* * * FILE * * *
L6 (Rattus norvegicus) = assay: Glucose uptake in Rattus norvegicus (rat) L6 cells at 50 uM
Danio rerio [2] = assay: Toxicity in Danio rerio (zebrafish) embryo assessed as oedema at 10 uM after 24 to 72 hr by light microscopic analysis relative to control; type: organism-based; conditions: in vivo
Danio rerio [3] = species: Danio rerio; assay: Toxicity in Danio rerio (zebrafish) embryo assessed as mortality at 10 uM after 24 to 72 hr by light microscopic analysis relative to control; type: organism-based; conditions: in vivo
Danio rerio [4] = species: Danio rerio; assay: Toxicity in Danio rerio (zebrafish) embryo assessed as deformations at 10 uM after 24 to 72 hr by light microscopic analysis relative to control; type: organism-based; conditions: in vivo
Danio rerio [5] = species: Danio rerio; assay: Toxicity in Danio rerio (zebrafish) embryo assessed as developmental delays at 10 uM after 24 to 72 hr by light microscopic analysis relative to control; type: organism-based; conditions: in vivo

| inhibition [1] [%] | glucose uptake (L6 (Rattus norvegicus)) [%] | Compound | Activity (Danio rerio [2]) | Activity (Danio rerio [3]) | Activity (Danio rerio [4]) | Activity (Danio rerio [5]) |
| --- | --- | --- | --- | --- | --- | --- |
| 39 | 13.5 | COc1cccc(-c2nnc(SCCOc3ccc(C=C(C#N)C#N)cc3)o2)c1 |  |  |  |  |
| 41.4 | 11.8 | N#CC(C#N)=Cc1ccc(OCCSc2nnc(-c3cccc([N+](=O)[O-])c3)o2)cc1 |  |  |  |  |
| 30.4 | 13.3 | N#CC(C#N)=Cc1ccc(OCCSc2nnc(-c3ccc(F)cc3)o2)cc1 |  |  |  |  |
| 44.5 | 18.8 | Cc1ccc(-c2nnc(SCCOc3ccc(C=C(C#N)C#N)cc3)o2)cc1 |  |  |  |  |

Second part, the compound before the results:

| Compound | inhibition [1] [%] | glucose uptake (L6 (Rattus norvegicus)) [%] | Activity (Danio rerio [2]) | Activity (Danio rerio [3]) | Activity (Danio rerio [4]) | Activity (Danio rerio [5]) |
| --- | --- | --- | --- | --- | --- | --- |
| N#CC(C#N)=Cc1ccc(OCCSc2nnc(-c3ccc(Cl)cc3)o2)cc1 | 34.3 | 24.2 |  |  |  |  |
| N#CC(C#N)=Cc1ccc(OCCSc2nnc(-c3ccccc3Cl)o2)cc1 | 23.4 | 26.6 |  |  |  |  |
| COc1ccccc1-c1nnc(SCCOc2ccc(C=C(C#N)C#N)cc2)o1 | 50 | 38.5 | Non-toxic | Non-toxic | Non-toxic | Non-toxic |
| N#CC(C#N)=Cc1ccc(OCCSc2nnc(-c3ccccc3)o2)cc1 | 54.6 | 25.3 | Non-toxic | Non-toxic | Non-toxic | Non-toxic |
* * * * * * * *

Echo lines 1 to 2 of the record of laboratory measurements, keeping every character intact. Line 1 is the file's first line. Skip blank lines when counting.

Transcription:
L6 (Rattus norvegicus) = assay: Glucose uptake in Rattus norvegicus (rat) L6 cells at 50 uM
Danio rerio [2] = assay: Toxicity in Danio rerio (zebrafish) embryo assessed as oedema at 10 uM after 24 to 72 hr by light microscopic analysis relative to control; type: organism-based; conditions: in vivo